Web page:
The Deadly Choking Game: Is Your Child Playing It? How Would You Know?
Parents, including a Pine-Richland father, tell their stories to raise awareness.
Second of two parts
No public health agency or official organization tracks with certainty the number of U.S. children who die or are injured each year while engaging in the deadly activity known as the Choking Game.
The most recent statistics on Choking Game-related deaths available from the U.S. Centers for Disease Control and Prevention are several years old and are gleaned from media reports.
As is the case with the Allegheny County Medical Examiner's office, many county coroners or medical examiners do not keep specific statistics on these deaths or separate them from apparent suicides by hanging.
Around the country, a handful of volunteer or nonprofit organizations rely on a mixture of official and anecdotal information, but organizers acknowledge the data is incomplete.
Much public awareness of the so-called game, also known as the Pass-Out Game and other names, comes from parents who've discovered how it's played and the deadly risks it carries after their children have tried it.
"No parent wants to think their child would do something so ridiculously stupid," writes Judy Rogg of Santa Monica, CA, on the website she started after her sixth-grader son, Erik Robinson, died in 2010.
The website Erik's Cause—Help Stop the Choking Game now aims to educate parents and children about its dangers and to persuade schools to incorporate warnings into curriculum.
"Our whole family was in denial—despite police insistence that this was the cause of Erik’s death—until one brave schoolmate spoke up," Rogg writes of the boy she describes as a "normal, healthy" A student, athlete and Boy Scout.
"His dream was to go to (the U.S. Military Academy at) West Point, enter the military and then law enforcement," she adds. "He was the opposite of a youth 'at risk.' Credible evidence is very strong that Erik’s first exposure to the choking game was during school the day before he tried it at home and died."
The Choking Game uses various techniques to create a feeling of euphoria by cutting off, then restoring the flow of blood and oxygen to the brain. Children learn of it from friends or websites, and they often view it as a way to get high without using drugs or alcohol.
Some participants choke themselves by using their hands, a belt, rope or dog leash around their necks. A number of young people have died by accidentally hanging themselves while engaging in the activity alone.
"Within three minutes of continued strangulation (i.e., hanging), basic functions such as memory, balance, and the central nervous system start to fail. Death occurs shortly after," according to the Centers for Disease Control and Prevention.
Those who practice it also risk loss of consciousness, brain damage due to oxygen deprivation, coma and seizures, concussions and broken bones, the CDC states.
Other names for the Choking Game
-- Centers for Disease Control and Prevention
Other parents, after discovering their children's involvement with the game, also have spoken out in media interviews, given speeches or organized nonprofit organizations that work to warn parents, children and educators.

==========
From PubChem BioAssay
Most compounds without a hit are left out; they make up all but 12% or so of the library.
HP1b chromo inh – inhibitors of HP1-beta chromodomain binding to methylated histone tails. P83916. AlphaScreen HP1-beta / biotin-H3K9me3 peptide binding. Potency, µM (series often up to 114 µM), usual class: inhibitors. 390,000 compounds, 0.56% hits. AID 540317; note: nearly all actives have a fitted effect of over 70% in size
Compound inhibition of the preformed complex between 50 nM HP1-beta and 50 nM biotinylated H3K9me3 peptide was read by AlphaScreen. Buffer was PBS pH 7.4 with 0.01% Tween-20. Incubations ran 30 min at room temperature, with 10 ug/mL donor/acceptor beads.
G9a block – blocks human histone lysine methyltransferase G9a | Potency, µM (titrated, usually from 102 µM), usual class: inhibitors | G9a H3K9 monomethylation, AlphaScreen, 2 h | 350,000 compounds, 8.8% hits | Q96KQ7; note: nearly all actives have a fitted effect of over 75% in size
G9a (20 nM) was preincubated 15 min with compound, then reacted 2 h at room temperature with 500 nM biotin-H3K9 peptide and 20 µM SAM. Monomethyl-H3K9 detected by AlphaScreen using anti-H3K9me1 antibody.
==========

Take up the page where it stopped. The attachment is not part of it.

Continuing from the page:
Schools, too, have organized sessions and literature to alert and prepare parents to discuss the Choking Game and other risky behaviors.
"We need to always provide our staff, students and family members education and awareness of suffocation games as well as providing them a list of risk factors and preventive/intervention measures to take if they suspect a student is playing these games," Dr. Maura Paczan, a certified school psychologist with the Pine-Richland School District, said in a statement.
The Pine-Richland father who spoke of his daughter's recent experience said he found the recording during a routine check of the teen's cell phone. He asked that his name and that of his daughter be withheld.
Her horrified father said it looked like she was dying while playing the game with a group of friends from middle school. He said he saw his child hyperventilating, then someone grabbing her from behind and squeezing until she passed out.
"For those of you that think that this only happens to other families, you need to be aware of these stories," states GASP (Games Adolescents Shouldn't Play), a nonprofit organization that details cases involving the Choking Game on its website.
"Without a doubt each of these families believed that the Choking Game or other deadly games children play would not take the lives of their loved ones."
How Prevalent is the Game?
Prevalence of the dangerous game—locally or nationally—is anyone's guess. Until a death or injury occurs, the game generally stays in the shadows.
The Centers for Disease Control and Prevention lists 82 reported deaths between 1995 to 2007, but that statistic is based on media reports. The centers do not have more recent statistics available.
GASP offers more detailed statistics that it says it has accumulated from "victims lists". The international stats on its website show a peak of 151 deaths in 2006; its statistics date back to 1934.
Another group, the Dangerous Behaviors Foundation, also compiles a database of reported victims using data acquired from immediate family members, media accounts and other reliable sources, according to its website.
Still, the organization founded in 2006 acknowledges that its data is not complete because many game-related deaths are not reported in that context.
"We do know from published CDC data that an estimated 800 to 1,000 kids between the ages of 10 to 19 die of strangulation every year," the DB Foundation states on its website. "Most of these are recorded as suicides. We do not know what percentage of these are actually accidents."
-- Centers for Disease Control and Prevention
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